What looks like a book opens to reveal an enlightened discovery — a lamp that's portable and chargeable, and as functional as it is stylish. We meet with designer Max Gunawan who tells us more
The first thing I noticed about Max Gunawan when we first met at café kapok was that he was wearing slippers. "Man, I should have just worn mine instead of these!" I gestured to my pair of wedges. The designer flashed a dimply, mega-watt smile and agreed. "Yeah, keep it casual!"
Casual indeed. There was an ease about him, a quiet confidence emanating from this Jakarta-born entrepreneur. He's now based in San Francisco, which seems to be the go-to place for those who want to start something that will change the course of their respective industries: Think Twitter, Reddit, airbnb and Fitbit. Of course, we are talking about a guy who raised more than US$500,000 from 5,276 backers in a crowdfunding campaign for his modern lighting systems. When I ask him if Lumio, the lamp disguised as a book is considered a Kickstarter success story, he grins. "It's all relative," he replies.
A winner of the Red Dot Design Award 2015, Lumio is Gunawan's debut product from his growing design studio. An architect for ten years working on retail and commercial products, he launched Lumio on Kickstarter in February 2013. Promising a product that's adaptable, portable and versatile, he defined Lumio to be a "modern lamp with infinite possibilities". Soon, he found himself being featured on Wall Street Journal, SF Chronicle and as a speaker at a TEDx conference. In town recently for Lumio's installation at the Singapore Night Festival, Gunawan shares more.
I had a very modest childhood... I was a latchkey kid so my parents left me at home to my own devices. I didn't have many toys, so I had to be resourceful. I would skin a pomelo into a toy car which I'll just drag along, and recycle packaging as toys. Those were the things I survived on as a kid, along with my imagination.
Like any other Asian kid who went to the U.S., I wanted to study... economics and be an investment banker, back when investment banking was the s***. It has shifted of course.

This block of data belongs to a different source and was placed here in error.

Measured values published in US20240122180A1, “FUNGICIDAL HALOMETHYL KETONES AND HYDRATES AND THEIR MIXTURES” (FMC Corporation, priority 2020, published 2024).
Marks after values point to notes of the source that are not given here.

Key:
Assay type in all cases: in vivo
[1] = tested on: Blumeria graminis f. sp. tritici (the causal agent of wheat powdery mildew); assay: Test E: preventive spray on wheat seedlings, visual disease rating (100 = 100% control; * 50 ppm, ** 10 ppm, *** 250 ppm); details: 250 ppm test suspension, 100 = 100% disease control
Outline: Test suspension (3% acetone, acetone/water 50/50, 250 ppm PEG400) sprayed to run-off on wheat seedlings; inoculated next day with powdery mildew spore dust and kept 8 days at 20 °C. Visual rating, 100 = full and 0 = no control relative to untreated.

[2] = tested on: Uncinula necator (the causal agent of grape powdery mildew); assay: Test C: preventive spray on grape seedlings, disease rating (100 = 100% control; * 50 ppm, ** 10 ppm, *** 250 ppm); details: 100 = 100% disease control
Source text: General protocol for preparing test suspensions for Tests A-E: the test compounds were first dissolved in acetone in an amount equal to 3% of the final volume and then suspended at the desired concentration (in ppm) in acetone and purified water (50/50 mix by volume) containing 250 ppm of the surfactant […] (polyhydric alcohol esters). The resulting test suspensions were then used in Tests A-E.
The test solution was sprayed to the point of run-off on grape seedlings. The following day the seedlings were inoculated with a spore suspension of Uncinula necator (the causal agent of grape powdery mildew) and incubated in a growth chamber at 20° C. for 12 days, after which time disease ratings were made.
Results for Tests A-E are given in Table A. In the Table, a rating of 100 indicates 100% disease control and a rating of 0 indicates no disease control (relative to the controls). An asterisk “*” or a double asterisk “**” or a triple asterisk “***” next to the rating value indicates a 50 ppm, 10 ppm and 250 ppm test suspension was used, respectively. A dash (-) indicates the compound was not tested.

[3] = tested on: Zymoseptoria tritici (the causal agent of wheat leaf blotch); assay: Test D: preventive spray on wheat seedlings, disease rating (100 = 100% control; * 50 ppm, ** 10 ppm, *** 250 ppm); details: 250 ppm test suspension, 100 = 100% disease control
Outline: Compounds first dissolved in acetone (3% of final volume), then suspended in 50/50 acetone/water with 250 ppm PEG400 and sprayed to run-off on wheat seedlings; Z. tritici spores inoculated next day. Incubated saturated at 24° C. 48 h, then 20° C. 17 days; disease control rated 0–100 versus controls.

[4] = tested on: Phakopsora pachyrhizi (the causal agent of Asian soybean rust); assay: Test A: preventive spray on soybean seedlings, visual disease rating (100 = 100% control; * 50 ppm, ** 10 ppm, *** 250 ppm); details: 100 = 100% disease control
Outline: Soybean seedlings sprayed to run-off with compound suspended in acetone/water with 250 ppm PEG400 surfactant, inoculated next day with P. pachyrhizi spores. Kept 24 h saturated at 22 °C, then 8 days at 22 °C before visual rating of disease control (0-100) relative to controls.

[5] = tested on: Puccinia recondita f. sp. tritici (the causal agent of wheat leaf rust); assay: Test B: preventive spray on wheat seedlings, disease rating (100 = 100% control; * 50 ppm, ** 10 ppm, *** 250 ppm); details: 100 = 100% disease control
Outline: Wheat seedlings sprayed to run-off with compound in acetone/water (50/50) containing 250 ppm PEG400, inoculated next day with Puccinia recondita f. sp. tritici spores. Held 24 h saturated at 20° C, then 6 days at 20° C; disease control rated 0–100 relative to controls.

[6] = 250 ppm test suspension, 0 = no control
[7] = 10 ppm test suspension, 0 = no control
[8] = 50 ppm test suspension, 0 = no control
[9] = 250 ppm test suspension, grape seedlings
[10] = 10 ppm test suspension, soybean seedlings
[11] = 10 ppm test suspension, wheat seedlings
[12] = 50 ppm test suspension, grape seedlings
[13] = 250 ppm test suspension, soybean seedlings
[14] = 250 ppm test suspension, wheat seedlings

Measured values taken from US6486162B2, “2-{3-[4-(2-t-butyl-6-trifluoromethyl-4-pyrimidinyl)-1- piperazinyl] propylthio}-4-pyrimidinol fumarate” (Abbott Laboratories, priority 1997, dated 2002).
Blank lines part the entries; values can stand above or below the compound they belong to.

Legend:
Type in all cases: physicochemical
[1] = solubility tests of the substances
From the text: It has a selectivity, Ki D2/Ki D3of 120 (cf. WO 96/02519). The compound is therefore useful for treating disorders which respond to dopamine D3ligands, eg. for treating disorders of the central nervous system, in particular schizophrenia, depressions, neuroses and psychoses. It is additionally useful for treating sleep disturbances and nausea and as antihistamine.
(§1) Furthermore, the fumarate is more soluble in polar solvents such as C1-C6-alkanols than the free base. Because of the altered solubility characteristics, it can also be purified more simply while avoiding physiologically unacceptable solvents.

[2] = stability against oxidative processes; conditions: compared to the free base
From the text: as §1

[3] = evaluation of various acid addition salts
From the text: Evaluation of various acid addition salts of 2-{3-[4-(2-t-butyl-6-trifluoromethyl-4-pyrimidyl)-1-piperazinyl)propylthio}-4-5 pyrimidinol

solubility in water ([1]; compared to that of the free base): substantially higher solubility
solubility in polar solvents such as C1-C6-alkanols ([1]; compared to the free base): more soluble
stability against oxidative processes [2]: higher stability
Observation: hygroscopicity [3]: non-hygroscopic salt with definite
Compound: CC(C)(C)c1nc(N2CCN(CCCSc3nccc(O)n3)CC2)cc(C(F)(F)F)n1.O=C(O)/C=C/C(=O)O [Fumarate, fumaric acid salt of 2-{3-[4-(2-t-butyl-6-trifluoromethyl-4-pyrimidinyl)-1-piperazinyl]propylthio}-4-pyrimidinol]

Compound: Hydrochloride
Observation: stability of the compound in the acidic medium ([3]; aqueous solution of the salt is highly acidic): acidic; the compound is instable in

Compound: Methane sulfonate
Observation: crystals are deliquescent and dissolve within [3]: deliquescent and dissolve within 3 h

During my first year in university... I started taking studio arts classes. In my second year, I took a class with this very charismatic architecture instructor, and I learned about Tadao Ando, the Japanese architect. I was so drawn to his work. In my third year, I did an exchange programme in Columbia and spent one semester in Paris. That sealed the deal. When I got back I was like, "Alright I want to do architecture, I don't care."
When I told my parents I was majoring in architecture and studio arts... they were like, "You better be successful."
Part of the reason which pushed me to branch out and do something different was... it (being an architect) got to a point where it became too repetitive and wasn't creative at all.
It's not like one day, I woke up and wanted to do this... 2012 was a year where I wasn't really inspired. So progressively I started making models and coming up with ideas. I wanted to do products that related to space design. Lighting is very essential — but all beautiful lighting is fixed and constrained to a power source, and I wanted to do something different. That's how it morphed into Lumio.
I was like a small, strapping entrepreneur, who didn't have the connections... I moved to China to source for material. If you have tons of money you can go there and ask them to do it for you. But I was on the ground trying to convince factory owners that it's a good product.
My advice for budding designers is... to think bigger than Kickstarter.
Lumio is available at kapok at NDC, 111 Middle Road.